Vince Treadway, ACM Founder
The contemporary secular culture teaches that self interest is primary, and if a particular thing does not suit one’s fancy, then simply, “Do your own thing.” This cultural mantra is counter-cultural to Scripture that teaches us to “be completely humble and gentle; be patient, bearing with one another in love” and to “make every effort to keep the unity of the Spirit through the bond of peace” (Ephesians 4:2-3).
What does the unity of the body of Christ have to do with church music and worship? A great deal! How often our hearts are grieved as we hear of churches that have split over style of worship! How this must also grieve the Lord, especially when He gave the ultimate gift of His own life to make us sons and daughters of His own in one family! How vitally important it is today for our churches to be one in the Spirit as we worship the Lord and recognize and respect the perspectives of our brothers and sisters around us.
I believe that it is possible for churches to offer worship that glorifies our Lord, edifies the saints, brings about spiritual maturation, and is sensitive both to the culture in the immediate area of the local church and to the church universal. “You’re dreaming, Vince!” you might say. And to that I would say, “You’re right! I am dreaming of a great worship service where all the saints of all time are gathered around the throne of God singing, “Holy, Holy, Holy! Lord God Almighty!” Somehow, I don’t think style is going to be an issue there. I’m praying that pastors and worship leaders and musicians will work hard at being gentle and strong shepherds and lead their congregations to experience the vast banquet table that is set before God’s children to enjoy in worship.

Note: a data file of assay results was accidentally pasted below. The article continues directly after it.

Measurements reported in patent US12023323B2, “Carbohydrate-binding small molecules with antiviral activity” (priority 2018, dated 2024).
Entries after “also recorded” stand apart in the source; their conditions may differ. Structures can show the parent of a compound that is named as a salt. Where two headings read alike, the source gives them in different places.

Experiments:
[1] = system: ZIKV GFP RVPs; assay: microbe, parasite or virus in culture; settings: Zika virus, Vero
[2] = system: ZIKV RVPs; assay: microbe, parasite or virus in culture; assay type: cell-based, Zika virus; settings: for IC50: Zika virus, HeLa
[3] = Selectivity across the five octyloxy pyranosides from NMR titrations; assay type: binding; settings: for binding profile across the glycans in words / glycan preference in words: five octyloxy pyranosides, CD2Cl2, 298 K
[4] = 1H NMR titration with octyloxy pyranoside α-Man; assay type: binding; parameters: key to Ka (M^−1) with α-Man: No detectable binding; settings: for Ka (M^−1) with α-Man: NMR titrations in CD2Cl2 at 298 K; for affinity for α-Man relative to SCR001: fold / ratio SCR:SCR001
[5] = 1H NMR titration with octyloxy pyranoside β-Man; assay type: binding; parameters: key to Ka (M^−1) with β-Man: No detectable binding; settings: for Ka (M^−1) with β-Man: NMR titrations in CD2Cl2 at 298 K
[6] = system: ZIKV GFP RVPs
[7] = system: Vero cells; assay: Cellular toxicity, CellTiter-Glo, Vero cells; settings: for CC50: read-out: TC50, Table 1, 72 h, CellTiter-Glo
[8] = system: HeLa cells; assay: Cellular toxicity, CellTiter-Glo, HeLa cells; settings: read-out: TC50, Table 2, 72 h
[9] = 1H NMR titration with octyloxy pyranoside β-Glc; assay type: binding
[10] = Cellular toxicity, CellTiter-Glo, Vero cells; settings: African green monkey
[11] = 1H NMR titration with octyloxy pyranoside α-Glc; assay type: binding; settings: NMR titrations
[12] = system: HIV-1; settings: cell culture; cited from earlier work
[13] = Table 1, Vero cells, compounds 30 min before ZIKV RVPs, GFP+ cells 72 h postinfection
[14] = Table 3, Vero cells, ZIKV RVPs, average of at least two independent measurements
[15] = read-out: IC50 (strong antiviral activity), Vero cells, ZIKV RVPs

Worship should not segregate God’s people but rather bring them together. The decisions that determine what will be included in worship should be made for the benefit and good of the entire body of Christ in that local church and not to further entrench some parishioners in their like of one thing and disdain for another. Maturation includes learning new and different things: being stretched in our understanding and knowledge, while recognizing that others have tastes other than our own; and being patient with people who are at a different place than we are spiritually, experientially, and emotionally.
A strong and gentle shepherd will be able to teach new things by introducing them in a way that is sensitive to where the flock is and careful not to scare them away. A strong and gentle shepherd will recognize that these changes will sometimes not be popular but will do what is best for the flock as a whole. Can those of us who have a part in planning for worship prayerfully consider every aspect of the experience, asking the Lord that as His people focus on Him who is worthy of all praise, that they will be drawn together in unity and love? Yes and Amen!